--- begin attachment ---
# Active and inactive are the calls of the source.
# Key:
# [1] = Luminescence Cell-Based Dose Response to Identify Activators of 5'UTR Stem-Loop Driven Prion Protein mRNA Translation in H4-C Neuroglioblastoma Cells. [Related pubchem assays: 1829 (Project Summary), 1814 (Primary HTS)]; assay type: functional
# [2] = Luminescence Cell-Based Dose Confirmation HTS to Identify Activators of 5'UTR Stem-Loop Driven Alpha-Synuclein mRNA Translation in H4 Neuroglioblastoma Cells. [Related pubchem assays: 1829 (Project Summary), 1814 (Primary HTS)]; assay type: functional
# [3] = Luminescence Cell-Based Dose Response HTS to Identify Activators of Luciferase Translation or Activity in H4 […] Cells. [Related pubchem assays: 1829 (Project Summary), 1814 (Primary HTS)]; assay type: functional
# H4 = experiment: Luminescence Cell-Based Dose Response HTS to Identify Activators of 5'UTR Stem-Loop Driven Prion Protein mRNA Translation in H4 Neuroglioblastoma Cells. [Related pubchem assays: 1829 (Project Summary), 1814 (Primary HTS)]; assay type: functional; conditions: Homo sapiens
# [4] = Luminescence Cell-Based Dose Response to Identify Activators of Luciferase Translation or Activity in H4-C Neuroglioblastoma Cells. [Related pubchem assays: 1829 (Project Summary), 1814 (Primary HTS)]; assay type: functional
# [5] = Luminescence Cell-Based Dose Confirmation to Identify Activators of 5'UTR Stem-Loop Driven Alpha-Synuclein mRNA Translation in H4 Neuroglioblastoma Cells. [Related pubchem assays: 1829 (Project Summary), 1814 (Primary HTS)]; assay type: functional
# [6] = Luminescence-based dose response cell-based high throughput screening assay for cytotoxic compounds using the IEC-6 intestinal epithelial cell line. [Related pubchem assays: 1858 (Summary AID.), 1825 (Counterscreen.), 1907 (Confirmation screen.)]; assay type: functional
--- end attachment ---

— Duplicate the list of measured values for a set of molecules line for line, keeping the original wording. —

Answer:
# Active and inactive are the calls of the source.
# Key:
# [1] = Luminescence Cell-Based Dose Response to Identify Activators of 5'UTR Stem-Loop Driven Prion Protein mRNA Translation in H4-C Neuroglioblastoma Cells. [Related pubchem assays: 1829 (Project Summary), 1814 (Primary HTS)]; assay type: functional
# [2] = Luminescence Cell-Based Dose Confirmation HTS to Identify Activators of 5'UTR Stem-Loop Driven Alpha-Synuclein mRNA Translation in H4 Neuroglioblastoma Cells. [Related pubchem assays: 1829 (Project Summary), 1814 (Primary HTS)]; assay type: functional
# [3] = Luminescence Cell-Based Dose Response HTS to Identify Activators of Luciferase Translation or Activity in H4 […] Cells. [Related pubchem assays: 1829 (Project Summary), 1814 (Primary HTS)]; assay type: functional
# H4 = experiment: Luminescence Cell-Based Dose Response HTS to Identify Activators of 5'UTR Stem-Loop Driven Prion Protein mRNA Translation in H4 Neuroglioblastoma Cells. [Related pubchem assays: 1829 (Project Summary), 1814 (Primary HTS)]; assay type: functional; conditions: Homo sapiens
# [4] = Luminescence Cell-Based Dose Response to Identify Activators of Luciferase Translation or Activity in H4-C Neuroglioblastoma Cells. [Related pubchem assays: 1829 (Project Summary), 1814 (Primary HTS)]; assay type: functional
# [5] = Luminescence Cell-Based Dose Confirmation to Identify Activators of 5'UTR Stem-Loop Driven Alpha-Synuclein mRNA Translation in H4 Neuroglioblastoma Cells. [Related pubchem assays: 1829 (Project Summary), 1814 (Primary HTS)]; assay type: functional
# [6] = Luminescence-based dose response cell-based high throughput screening assay for cytotoxic compounds using the IEC-6 intestinal epithelial cell line. [Related pubchem assays: 1858 (Summary AID.), 1825 (Counterscreen.), 1907 (Confirmation screen.)]; assay type: functional